Historically Speaking

Making sense of it all!

The Devil’s Beating His Wife

Posted by Elyse Bruce on July 1, 2013

Recently, NewsTalk 98.7′s Phil Williams used the expression the Devil’s beating his wife on his show, listeners from the southern states knew what he meant while listeners from the northern states were a little less in the know about what he was saying. Whenever you hear someone say the Devil’s beating his wife, the speaker means that the sun is shining while it rains. In other words, it’s what some people call a sun shower.

But how did it get to mean that? Some say that it’s because, quite obviously, the Devil is angry with God for creating beautiful sunny days, and when the Devil gets angry enough about it, he takes his anger out on his wife by beating her. She, in turn, cries large tears that fall from the sky and turn into raindrops. Since this is the explanation for the saying, it makes sense that the expression should exist even though the action itself is criminal. Then again, it would prove next to impossible to charge and prosecute the Devil for any wrongdoing, including domestic assault.

When Joshua Katz from the Department of Statistics at North Carolina State University published his interactive dialect maps that resulted from his “Beyond Soda, Pop or Coke: Regional Dialect Variation in the Continental US” research project, he was selective with the questions covered by the study.

What he did mention in an interview was that when he asked respondents what they called it when rain fell while the sun was shining, most of the country had no term for that incidence and were, therefore, unable to answer the question. However, respondents in parts of the northeast and Florida referred to it as a sunshower while respondents in Mississippi and Alabama referred to it as the Devil is beating his wife.   Because the scope of the study didn’t cover where the expression or term was learned, there was no history as to why people in Mississippi and Alabama referred to sunshowers in this way. Strangely enough, a regional variant used in Tennessee appears to be that the Devil is kissing his wife (and why that would make her cry is anybody’s guess).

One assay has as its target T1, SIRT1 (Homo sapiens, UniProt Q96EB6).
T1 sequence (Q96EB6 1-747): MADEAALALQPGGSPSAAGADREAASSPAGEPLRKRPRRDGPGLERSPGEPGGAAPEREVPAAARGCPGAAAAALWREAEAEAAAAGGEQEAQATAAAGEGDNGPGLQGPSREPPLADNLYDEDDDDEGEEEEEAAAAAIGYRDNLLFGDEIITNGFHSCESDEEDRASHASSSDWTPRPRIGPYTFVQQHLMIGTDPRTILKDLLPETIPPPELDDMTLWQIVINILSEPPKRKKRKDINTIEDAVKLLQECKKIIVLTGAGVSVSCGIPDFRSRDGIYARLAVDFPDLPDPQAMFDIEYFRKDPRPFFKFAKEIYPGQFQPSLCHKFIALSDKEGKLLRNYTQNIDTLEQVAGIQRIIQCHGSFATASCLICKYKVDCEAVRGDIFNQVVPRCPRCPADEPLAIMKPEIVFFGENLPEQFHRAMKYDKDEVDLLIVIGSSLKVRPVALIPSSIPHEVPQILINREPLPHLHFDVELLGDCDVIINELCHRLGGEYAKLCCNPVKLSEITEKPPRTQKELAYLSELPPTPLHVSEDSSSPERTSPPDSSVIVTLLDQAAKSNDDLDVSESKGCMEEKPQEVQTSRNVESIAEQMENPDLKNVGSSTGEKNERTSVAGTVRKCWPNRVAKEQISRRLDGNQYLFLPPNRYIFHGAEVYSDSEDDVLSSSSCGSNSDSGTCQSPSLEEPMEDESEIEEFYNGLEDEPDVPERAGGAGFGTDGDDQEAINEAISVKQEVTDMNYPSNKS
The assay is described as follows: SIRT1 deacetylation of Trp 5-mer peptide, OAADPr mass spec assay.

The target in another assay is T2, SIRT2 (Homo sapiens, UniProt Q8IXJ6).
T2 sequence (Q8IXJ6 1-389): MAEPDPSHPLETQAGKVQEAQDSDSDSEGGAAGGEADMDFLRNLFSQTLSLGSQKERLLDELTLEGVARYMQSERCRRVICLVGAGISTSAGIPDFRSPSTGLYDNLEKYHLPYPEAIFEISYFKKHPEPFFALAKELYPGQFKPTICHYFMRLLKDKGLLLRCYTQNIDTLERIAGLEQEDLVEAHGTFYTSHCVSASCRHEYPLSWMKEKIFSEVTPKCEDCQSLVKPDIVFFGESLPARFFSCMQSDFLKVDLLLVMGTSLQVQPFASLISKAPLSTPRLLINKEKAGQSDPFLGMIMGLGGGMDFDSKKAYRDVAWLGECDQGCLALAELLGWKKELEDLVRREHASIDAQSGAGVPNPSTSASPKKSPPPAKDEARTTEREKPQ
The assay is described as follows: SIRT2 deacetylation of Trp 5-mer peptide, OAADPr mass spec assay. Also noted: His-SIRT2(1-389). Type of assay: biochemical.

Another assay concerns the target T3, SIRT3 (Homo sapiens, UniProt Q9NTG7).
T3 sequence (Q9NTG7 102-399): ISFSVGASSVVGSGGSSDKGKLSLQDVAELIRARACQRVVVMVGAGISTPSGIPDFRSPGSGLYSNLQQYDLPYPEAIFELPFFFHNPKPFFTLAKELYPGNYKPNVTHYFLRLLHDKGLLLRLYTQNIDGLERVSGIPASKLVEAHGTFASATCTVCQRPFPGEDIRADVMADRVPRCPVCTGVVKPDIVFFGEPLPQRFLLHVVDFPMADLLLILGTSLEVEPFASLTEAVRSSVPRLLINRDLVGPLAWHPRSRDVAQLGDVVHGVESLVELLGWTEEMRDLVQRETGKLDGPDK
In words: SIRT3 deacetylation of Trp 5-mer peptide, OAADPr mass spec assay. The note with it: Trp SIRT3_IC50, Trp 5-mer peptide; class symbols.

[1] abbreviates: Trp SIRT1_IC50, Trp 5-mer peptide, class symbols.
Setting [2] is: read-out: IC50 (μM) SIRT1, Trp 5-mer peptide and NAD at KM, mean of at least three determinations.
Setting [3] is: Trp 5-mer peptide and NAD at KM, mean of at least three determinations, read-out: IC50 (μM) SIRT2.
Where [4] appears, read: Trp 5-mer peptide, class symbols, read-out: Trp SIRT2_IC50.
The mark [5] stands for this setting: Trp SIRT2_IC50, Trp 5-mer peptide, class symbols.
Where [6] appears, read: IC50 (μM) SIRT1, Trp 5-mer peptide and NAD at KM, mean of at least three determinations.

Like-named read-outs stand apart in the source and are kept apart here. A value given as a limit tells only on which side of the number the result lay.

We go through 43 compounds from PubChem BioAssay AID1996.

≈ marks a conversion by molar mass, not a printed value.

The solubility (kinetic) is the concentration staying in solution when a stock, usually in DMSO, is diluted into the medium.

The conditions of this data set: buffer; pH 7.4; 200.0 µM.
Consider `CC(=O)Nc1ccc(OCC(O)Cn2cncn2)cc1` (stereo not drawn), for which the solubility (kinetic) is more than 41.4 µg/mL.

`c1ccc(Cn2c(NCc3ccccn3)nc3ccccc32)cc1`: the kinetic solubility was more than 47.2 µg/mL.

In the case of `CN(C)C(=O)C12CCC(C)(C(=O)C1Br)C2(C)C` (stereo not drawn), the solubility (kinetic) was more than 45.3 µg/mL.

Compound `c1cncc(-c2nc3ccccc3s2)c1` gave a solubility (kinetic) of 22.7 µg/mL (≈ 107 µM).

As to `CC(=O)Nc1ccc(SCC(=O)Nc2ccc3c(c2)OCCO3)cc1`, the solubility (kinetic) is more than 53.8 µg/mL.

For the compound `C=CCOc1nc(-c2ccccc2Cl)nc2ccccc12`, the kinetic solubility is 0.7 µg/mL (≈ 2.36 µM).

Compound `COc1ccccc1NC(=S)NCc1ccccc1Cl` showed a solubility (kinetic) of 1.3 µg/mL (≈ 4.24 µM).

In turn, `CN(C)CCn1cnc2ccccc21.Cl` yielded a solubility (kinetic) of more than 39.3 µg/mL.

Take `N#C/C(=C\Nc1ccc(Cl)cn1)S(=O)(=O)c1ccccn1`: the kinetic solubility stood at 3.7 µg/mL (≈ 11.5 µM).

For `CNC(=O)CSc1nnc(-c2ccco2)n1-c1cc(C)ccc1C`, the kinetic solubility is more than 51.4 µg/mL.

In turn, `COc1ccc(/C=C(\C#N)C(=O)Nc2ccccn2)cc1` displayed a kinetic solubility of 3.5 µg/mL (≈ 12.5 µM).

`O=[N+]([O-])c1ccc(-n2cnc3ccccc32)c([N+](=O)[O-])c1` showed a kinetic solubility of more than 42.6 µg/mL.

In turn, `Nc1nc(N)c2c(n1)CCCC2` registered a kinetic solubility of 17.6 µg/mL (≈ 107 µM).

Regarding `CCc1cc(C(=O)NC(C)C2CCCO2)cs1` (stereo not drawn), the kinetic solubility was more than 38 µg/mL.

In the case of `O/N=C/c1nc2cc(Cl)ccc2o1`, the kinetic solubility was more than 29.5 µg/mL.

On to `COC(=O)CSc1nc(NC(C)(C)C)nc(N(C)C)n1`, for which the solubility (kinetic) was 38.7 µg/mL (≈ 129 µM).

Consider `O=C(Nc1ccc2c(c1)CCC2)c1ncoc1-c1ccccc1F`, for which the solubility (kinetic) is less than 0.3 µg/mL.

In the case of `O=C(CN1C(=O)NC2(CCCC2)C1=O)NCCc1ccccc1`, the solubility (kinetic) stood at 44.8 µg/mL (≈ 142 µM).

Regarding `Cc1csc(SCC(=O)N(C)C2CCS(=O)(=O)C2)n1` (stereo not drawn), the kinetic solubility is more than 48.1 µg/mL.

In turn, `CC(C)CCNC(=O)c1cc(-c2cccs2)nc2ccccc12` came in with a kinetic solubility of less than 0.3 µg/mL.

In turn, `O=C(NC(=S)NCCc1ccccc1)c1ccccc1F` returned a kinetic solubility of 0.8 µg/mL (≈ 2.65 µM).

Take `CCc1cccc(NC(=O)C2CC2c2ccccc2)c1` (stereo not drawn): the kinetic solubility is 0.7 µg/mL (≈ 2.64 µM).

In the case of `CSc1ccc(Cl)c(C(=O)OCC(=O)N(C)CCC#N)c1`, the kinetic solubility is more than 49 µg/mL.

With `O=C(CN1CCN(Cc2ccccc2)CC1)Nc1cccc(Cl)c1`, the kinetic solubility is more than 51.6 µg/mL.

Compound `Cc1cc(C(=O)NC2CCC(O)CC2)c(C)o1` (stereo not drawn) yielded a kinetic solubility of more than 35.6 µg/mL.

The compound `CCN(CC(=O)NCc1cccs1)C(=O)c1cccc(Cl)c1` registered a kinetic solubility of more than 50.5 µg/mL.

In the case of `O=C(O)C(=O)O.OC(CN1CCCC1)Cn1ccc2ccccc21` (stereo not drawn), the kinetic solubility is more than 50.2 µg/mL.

According to Dave Thurlow on June 25, 1996 on his radio show in a segment entitled, “Geese, Dutchmen and the Devil” he stated that the expression was interchangeable with other interesting sayings such as the “foxes are getting married” and the “witches are doing their wash” and “a tailor is going to Hell.”

All of those expressions are far less controversial, however, they still provide no hints and give no clue as to the idiom’s origins. That being said, some sources quote the expression as being the Devil’s chasing his wife for burning up the rice. In any case, it would seem that the Devil’s wife certainly finds herself on the receiving end of some awful behavior from her spouse.

On March 7, 1966 the Spokane Daily Chronicle took on explaining a handful of inexplicable idioms including this the Devil’s beating his wife. In Hal Boyle’s weekly column, “Poor Man’s Plato” he began by stating that it doesn’t pay to hitch your wagon to a snail as it had been determined that it takes 2.5 million snails to equal the pulling power of one horse. With that, he ploughed through expressions and folklore with the enthusiasm of a young child competing in a formidable spelling bee of sorts. Part of the article read as follows: